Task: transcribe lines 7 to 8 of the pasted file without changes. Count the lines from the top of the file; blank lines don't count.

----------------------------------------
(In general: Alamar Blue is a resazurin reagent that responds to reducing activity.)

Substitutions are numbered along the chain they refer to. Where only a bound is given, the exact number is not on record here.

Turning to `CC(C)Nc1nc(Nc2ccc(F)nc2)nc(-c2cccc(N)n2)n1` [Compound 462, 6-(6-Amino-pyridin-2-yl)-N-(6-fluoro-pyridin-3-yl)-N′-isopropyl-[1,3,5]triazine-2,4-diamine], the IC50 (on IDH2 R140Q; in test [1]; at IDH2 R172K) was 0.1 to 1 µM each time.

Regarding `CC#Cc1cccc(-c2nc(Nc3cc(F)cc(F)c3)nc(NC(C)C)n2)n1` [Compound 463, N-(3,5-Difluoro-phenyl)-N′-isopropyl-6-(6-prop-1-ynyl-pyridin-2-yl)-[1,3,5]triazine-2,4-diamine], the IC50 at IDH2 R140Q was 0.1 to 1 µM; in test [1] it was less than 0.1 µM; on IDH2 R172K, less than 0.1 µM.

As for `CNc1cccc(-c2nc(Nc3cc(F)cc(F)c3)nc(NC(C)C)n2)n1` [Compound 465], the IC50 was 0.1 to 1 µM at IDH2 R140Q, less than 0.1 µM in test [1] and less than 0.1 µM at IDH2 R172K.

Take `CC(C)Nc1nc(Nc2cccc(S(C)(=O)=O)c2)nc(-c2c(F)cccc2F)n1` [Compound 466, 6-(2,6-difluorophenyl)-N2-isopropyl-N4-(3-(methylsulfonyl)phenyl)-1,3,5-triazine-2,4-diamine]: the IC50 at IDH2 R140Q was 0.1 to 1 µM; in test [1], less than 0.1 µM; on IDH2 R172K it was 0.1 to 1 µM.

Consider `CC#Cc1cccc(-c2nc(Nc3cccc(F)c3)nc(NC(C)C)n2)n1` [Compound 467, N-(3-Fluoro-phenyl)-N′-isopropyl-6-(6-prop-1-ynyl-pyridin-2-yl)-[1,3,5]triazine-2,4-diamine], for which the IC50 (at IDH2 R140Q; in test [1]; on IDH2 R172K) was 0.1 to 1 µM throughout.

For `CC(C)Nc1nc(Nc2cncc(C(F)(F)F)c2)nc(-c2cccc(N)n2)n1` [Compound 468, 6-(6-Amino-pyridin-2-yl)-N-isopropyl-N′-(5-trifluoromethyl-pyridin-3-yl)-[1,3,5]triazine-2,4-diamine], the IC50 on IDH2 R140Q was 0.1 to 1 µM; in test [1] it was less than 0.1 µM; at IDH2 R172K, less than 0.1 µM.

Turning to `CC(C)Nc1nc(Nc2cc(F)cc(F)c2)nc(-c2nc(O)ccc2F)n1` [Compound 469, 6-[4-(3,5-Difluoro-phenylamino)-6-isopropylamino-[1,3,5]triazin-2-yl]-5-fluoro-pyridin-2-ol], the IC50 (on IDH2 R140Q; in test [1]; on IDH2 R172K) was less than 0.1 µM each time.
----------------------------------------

Consider `CC#Cc1cccc(-c2nc(Nc3cccc(F)c3)nc(NC(C)C)n2)n1` [Compound 467, N-(3-Fluoro-phenyl)-N′-isopropyl-6-(6-prop-1-ynyl-pyridin-2-yl)-[1,3,5]triazine-2,4-diamine], for which the IC50 (at IDH2 R140Q; in test [1]; on IDH2 R172K) was 0.1 to 1 µM throughout.

For `CC(C)Nc1nc(Nc2cncc(C(F)(F)F)c2)nc(-c2cccc(N)n2)n1` [Compound 468, 6-(6-Amino-pyridin-2-yl)-N-isopropyl-N′-(5-trifluoromethyl-pyridin-3-yl)-[1,3,5]triazine-2,4-diamine], the IC50 on IDH2 R140Q was 0.1 to 1 µM; in test [1] it was less than 0.1 µM; at IDH2 R172K, less than 0.1 µM.